A SAP operation begins when routers listen to SAPs and build a table of all known services along with their network address. Routers then send their SAP table every 60 seconds. Novell clients can send a query requesting a particular file, printer, or gateway service. The local router responds to the query with the network address of the requested service, and the client then can contact the service directly.

SAP is pervasive in current networks based on NetWare 3.11 and earlier but is utilized less frequently in NetWare 4.0 networks because workstations can locate services by consulting a NetWare Directory Services (NDS) Server. SAP, however, still is required in NetWare 4.0 networks for workstations when they boot up to locate an NDS server.

SAP Filters

Using the SAP identifier, SAP advertisements can be filtered on a router's input or output port, or from a specific router. SAP filters conserve network bandwidth and are especially useful in large Novell installations where hundreds of SAP services exist.

In general, the use of SAP filters is recommended for services that are not required for a particular network. Remote sites, for example, probably do not need to receive SAP advertising print services located at a central site. A SAP output filter at the central site (preferred) or a SAP input filter that uses the SAP identifier for a print server at the remote site prevents the router from including print services in SAP updates.

NetWare Transport Layer

The Sequenced Packet Exchange (SPX) protocol is the most common NetWare transport protocol at Layer 4 of the OSI model. SPX resides atop IPX in the NetWare Protocol Suite. SPX is a reliable, connection-oriented protocol that supplements the datagram service provided by the IPX, NetWare's network-layer (Layer 3) protocol. SPX was derived from the Xerox Networking Systems (XNS) Sequenced Packet Protocol (SPP). Novell also offers Internet Protocol support in the form of the User Datagram Protocol (UDP). IPX datagrams are encapsulated inside UDP/IP headers for transport across an IP-based internetwork.

NetWare Upper-Layer Protocols and Services

NetWare supports a wide variety of upper-layer protocols, including NetWare Shell, NetWare Remote Procedure Call, NetWare Core Protocol, and Network Basic Input/Output System.

The NetWare shell runs clients (often called workstations in the NetWare community) and intercepts application input/output (I/O) calls to determine whether they require network access for completion. If the application request requires network access, the NetWare shell packages the request and sends it to lower-layer software for processing and network transmission. If the application request does not require network access, the request is passed to the local I/O resources. Client applications are unaware of any network access required for completion of application calls.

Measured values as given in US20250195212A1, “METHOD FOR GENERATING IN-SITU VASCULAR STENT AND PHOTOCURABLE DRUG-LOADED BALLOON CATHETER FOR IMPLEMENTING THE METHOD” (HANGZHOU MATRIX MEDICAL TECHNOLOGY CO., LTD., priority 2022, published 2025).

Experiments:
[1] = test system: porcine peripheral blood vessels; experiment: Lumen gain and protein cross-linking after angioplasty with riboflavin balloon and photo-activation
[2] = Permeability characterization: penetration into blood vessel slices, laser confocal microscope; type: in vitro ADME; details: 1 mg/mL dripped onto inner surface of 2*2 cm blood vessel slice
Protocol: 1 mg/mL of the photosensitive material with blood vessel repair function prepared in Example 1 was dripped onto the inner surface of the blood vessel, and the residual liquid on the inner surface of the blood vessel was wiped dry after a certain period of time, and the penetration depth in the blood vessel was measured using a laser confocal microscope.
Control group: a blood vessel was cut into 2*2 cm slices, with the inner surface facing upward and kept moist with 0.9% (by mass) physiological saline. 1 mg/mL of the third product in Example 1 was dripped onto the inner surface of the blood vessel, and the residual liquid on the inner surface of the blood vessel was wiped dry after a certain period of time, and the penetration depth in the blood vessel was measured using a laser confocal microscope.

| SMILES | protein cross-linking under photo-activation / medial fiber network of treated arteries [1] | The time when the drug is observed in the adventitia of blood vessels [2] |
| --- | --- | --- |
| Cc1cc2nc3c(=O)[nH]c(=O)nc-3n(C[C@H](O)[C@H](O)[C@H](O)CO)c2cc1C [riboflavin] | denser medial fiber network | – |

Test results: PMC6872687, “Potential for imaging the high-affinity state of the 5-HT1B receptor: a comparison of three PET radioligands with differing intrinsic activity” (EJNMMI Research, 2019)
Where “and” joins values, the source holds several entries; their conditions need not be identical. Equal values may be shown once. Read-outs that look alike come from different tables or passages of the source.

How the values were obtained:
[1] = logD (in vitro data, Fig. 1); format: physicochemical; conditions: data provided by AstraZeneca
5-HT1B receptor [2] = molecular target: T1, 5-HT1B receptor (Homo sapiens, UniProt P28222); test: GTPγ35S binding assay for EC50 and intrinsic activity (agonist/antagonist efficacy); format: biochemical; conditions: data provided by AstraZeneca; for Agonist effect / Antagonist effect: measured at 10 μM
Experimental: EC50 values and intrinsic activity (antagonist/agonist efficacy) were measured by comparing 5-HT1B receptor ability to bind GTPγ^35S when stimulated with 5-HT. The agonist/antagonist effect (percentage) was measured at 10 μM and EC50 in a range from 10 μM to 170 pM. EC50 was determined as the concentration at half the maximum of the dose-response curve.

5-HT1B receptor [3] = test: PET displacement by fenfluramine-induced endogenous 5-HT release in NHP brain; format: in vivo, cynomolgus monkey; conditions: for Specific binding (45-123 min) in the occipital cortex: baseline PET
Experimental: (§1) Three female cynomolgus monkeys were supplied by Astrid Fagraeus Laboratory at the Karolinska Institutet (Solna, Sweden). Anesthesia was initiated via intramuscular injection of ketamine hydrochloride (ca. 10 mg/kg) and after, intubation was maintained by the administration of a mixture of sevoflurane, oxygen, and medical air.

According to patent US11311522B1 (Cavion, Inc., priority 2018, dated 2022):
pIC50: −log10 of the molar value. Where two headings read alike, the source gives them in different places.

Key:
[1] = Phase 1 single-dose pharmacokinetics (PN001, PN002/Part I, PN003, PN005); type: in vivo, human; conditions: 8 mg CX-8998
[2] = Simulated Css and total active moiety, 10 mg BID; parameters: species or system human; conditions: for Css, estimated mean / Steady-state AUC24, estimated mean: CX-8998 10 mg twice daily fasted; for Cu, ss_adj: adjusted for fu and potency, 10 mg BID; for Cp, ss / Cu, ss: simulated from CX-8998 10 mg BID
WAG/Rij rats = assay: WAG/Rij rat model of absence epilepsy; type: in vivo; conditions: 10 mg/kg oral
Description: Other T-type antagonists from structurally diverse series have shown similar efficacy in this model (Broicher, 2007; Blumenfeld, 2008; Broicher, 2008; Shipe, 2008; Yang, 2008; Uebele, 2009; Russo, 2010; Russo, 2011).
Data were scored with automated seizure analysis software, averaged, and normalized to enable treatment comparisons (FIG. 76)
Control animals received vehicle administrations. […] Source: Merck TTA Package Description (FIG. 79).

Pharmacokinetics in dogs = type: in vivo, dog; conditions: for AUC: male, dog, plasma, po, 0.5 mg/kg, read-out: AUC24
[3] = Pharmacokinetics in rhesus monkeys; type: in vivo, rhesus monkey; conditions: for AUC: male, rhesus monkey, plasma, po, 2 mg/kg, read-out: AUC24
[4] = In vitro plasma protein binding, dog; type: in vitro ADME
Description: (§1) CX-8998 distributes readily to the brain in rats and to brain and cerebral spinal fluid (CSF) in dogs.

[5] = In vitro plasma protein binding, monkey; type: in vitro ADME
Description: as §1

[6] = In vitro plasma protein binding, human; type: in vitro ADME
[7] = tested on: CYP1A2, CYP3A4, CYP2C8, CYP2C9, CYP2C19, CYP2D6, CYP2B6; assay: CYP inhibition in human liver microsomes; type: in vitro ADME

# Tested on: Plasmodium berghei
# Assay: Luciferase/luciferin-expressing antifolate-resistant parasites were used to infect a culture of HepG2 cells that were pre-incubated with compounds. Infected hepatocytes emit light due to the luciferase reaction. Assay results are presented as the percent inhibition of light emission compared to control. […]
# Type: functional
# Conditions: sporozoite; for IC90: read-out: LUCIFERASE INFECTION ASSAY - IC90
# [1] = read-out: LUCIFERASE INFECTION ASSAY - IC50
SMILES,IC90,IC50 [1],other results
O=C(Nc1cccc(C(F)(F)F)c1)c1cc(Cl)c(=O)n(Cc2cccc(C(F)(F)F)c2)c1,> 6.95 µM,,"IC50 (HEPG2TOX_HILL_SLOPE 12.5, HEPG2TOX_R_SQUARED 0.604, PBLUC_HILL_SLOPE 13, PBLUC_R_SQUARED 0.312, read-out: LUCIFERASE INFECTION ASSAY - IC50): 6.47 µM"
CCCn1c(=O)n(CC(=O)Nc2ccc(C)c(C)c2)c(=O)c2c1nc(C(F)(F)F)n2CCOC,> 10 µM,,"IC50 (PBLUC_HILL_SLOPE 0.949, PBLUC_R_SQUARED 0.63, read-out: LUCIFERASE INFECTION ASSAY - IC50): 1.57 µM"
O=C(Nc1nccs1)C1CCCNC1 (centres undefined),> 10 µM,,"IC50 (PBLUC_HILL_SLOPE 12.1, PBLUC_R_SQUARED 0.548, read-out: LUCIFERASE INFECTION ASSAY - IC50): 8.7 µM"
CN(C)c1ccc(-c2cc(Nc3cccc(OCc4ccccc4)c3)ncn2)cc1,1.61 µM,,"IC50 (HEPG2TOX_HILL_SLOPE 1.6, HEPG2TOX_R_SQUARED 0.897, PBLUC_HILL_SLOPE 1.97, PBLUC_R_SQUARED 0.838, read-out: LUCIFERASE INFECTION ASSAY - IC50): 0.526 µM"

NetWare Remote Procedure Call (NetWare RPC) is another more general redirection mechanism similar in concept to the NetWare shell supported by Novell.

NetWare Core Protocol (NCP) is a series of server routines designed to satisfy application requests coming from, for example, the NetWare shell. The services provided by NCP include file access, printer access, name management, accounting, security, and file synchronization.

NetWare also supports the Network Basic Input/Output System (NetBIOS) session-layer interface specification from IBM and Microsoft. NetWare's NetBIOS emulation software allows programs written to the industry-standard NetBIOS interface to run within NetWare system.

NetWare Application-Layer Services

NetWare application-layer services include NetWare message-handling service (NetWare MHS), Btrieve, NetWare loadable modules (NLMs), and IBM Logical Unit (LU) 6.2 network-addressable units (NAUs). NetWare MHS is a message-delivery system that provides electronic mail transport. Btrieve is Novell's implementation of the binary tree (btree) database-access mechanism. NLMs are add-on modules that attach into a NetWare system. NLMs currently available from Novell and third parties include alternate protocol stacks, communication services, and database services. In terms of IBM LU 6.2 NAU support, NetWare allows peer-to-peer connectivity and information exchange across IBM networks. NetWare packets are encapsulated within LU 6.2 packets for transit across an IBM network.

IPX Packet Format

The IPX packet is the basic unit of Novell NetWare internetworking. Figure 31-4 illustrates the format of a NetWare IPX packet.


Figure 31-4: A NetWare IPX packet consists of eleven fields.


The following descriptions summarize the IPX packet fields illustrated in Figure 31-4:

  • Checksum---Indicates that the checksum is not used when this 16-bit field is set to 1s (FFFF).
  • Packet Length---Specifies the length, in bytes, of a complete IPX datagram. IPX packets can be any length, up to the maximum media transmission unit (MTU) size (no packet fragmentation allowed).
  • Transport Control---Indicates the number of routers through which the packet has passed. When this value reaches 16, the packet is discarded under the assumption that a routing loop might be occurring.
  • Packet Type---Specifies which upper-layer protocol should receive the packet's information. It has two common values:

  • 5: Specifies Sequenced Packet-Exchange (SPX)

  • 17: Specifies NetWare Core Protocol (NCP)
  • Destination Network Destination Node, and Destination Socket--- Specify destination information.
  • Source Network, Source Node, and Source Socket---Specify source information.
  • Upper-Layer Data---Contains information for upper-layer processes.